[ARIN-consult] PDP Consultation Reminder

William Herrin bill at herrin.us
Tue Jun 26 21:03:03 EDT 2012

A quick caveat: these comments are intended to be constructive,
suggesting improvement. If any seems otherwise, then I did not explain
myself well and you misunderstood me.

>One. 3.1. Policies, not Processes, Fees, or Services
>Changes to policy that are purely editorial in nature
>are beyond the scope of the Policy Development
>Process and may only be made with the concurrence
>both the ARIN Advisory Council and ARIN Board of
>Trustees regarding their non-substantial nature.

This is a dangerous sentence. I foresee bitter arguments over whether
or not a change was substantive. Even if "concurrence" is intended to
mean "unanimous consent" of the board and council (in which case it
should probably say so), this statement facilitates edits to the PDP
without any process for prior public review, directly contradicting
the objective of One 5.2 (Open & Transparent Processes). And for
certain if you can't get unanimous consent of the board and council
that a change is "purely editorial" then it isn't.

> One. 4.3. Supported by the Community

4.3 is a weaker statement than 3.3 in the current PDP which demands
that policy be initiated from the bottom up: by the community at
large, not by its elected and appointed stewards. And after gaining

>  5.2. Developed by Open & Transparent Processes

This could be better. Open, Transparent and Inclusive.

> Two. All ARIN Advisory Council decisions on policy matters
> require an affirmative roll call vote of the majority of the
> members of the full Advisory Council, unless otherwise specified.

Does this mean that a majority of a quorum is not acceptable, it must
in fact be 8 of the 15 members of the AC?

> Two. 2. Policy Proposal Evaluation
>During Policy Proposal evaluation, the Advisory
>Council does not evaluate the merits of Policy
>Proposal other than to confirm that the Policy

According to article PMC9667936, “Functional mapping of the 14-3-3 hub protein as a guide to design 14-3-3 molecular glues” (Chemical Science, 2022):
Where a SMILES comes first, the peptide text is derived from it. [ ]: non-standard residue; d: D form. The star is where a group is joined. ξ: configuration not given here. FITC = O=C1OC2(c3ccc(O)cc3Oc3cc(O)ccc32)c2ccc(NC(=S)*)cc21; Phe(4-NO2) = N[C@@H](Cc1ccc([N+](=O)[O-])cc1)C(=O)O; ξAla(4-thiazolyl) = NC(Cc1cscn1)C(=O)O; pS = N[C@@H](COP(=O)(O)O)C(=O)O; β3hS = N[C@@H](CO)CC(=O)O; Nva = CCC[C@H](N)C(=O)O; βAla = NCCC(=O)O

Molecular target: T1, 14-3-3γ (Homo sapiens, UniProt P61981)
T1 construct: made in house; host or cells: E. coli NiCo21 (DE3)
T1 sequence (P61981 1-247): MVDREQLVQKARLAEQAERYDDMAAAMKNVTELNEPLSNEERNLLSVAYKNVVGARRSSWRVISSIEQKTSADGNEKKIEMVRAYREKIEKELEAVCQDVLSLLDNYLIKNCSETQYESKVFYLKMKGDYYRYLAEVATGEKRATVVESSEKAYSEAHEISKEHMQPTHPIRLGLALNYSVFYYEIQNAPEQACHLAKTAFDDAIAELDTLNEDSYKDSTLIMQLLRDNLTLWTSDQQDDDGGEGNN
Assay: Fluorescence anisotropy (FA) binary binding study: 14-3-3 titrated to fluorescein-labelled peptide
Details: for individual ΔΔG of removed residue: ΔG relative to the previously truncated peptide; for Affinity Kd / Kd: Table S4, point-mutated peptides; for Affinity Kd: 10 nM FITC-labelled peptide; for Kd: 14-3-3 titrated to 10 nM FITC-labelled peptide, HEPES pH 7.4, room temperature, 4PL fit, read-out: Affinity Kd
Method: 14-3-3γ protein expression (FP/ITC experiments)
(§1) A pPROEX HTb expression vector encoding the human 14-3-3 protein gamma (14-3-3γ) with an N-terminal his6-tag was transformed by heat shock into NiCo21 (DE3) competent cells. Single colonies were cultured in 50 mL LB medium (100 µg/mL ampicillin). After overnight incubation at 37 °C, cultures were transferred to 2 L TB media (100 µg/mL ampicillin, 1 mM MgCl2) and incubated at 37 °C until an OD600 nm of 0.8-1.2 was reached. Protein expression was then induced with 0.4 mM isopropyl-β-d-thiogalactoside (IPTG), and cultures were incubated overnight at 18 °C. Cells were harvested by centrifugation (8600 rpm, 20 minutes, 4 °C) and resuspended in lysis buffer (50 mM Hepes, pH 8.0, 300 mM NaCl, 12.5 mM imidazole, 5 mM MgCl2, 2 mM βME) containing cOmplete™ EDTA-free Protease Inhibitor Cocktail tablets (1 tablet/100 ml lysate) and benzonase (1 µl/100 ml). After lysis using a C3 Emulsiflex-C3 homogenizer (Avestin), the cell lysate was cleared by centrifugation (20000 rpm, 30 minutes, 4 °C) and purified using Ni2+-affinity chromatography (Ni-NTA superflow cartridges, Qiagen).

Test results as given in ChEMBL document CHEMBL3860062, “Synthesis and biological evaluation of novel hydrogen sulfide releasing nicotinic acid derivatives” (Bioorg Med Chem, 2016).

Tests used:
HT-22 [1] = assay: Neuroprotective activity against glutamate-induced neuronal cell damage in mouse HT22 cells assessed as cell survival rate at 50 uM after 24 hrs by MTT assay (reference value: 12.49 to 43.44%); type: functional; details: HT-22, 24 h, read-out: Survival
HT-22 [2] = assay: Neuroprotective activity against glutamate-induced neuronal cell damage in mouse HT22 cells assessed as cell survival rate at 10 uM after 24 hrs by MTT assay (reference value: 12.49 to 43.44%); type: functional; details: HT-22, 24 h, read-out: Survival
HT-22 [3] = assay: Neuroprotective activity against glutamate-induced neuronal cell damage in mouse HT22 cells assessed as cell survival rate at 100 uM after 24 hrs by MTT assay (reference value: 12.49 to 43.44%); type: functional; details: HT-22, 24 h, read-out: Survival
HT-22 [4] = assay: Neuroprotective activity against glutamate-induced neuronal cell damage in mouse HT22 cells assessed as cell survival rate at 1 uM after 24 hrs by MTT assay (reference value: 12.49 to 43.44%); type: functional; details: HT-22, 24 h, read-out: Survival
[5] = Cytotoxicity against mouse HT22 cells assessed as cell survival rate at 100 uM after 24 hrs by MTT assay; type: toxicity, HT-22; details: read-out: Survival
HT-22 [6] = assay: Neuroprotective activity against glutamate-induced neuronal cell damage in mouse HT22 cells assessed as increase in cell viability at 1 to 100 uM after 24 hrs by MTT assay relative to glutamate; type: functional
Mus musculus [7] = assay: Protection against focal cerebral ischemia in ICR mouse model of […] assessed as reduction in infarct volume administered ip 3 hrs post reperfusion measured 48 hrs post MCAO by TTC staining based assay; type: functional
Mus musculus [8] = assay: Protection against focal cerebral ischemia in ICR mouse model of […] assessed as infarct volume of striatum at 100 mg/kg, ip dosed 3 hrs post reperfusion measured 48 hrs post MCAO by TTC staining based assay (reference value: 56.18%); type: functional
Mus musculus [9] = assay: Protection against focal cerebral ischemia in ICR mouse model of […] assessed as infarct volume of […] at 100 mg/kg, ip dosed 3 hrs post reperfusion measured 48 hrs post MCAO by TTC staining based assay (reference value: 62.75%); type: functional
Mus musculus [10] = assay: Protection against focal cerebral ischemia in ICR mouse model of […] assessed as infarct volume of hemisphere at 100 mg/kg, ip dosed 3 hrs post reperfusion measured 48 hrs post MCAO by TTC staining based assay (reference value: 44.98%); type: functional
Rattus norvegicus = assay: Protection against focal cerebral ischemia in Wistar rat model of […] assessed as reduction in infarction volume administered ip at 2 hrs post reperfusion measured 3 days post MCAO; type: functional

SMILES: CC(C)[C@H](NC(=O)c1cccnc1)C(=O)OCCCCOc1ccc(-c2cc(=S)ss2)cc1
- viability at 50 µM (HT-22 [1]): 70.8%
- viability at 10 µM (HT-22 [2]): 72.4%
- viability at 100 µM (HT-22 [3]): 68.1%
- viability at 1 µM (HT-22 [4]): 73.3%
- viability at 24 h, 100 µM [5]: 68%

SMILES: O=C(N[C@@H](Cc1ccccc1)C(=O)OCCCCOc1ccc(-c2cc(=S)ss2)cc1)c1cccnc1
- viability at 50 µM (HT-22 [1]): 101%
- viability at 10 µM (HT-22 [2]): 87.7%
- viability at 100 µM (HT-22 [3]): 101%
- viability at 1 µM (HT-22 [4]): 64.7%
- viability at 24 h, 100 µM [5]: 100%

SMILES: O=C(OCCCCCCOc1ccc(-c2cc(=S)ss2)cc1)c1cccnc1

>Proposal is within scope of the Policy Development
>Process and contains a clear statement of the
>problem and suggested changes to number
>resource policy text.

I *really* like this.

>A submitted Policy Proposal
>that is not rejected upon evaluation as being
>out of scope remains on the docket as a Policy
>Proposal until it is withdrawn by originator or
>accepted by the Advisory Council as a Draft

This text doesn't flow well into the next section. There's too big a
conceptual gap from "_the proposal_ is on the docket and under
consideration by the AC" to the next part where the "Advisory Council
participates in and encourages the discussion of the _Draft

When should the AC accept a proposal as a draft? Should a proposal
really remain on the docket forever because the AC dislikes it and the
author is too stubborn to withdraw it? Does the AC "not evaluate the
merits of Policy Proposal" like it says in the section's first
paragraph or can they consider whether they think it's a good policy
before accepting it as a draft?

Is it possible to petition a policy proposal to draft status or is it
stuck in limbo if the AC agrees its properly constructed but dislikes

> 6. Confirming Community Support for Recommended Draft Policies
> The Advisory Council confirms community
> support for Recommended Draft Policies, and
> this support may be ascertained by a show of
> hands during a Public Policy Consultation.

And... anything else? Or is a show of hands at an in-person PPC the
only approved way of ascertaining community support? Needs

> 7. Last Call
> If the Advisory Council sends a Recommended Draft
>Policy different than the Recommended Draft Policy
>presented during the Public Policy Consultation, then
>the Advisory Council will provide a detailed explanation
>for all changes to the text and these specific changes
>must have been discussed during the community
>consultation at the Public Policy Meeting.

A laudable attempt at saving the AC's ability to revise the proposal
post-meeting but completely impractical. How does one discuss
"specific changes" to a written document at a 200-person meeting?
Throw it up on a screen and type new sentences? Or toss around vague
ideas and write specific text later? Even if you solve that, the
concept itself is defective: the better way to improve a policy will
come after everybody has slept on it. After the meeting.

> 2.2.  Petition for Recommended Status
> 2.3.  Petition for Last Call

There appears to be a hole here. A petitioner can advance a draft to
recommended status. If the AC then radically changes its text and
advances the changed version to last call, the petitioner does not
appear to have any recourse through which he can advance the original
to last call. The petitioner can only act if the AC fails to advance
any form of his proposal to last call.

Or have I misread it?

Bill Herrin

William D. Herrin ................ herrin at dirtside.com  bill at herrin.us
3005 Crane Dr. ...................... Web: <http://bill.herrin.us/>
Falls Church, VA 22042-3004

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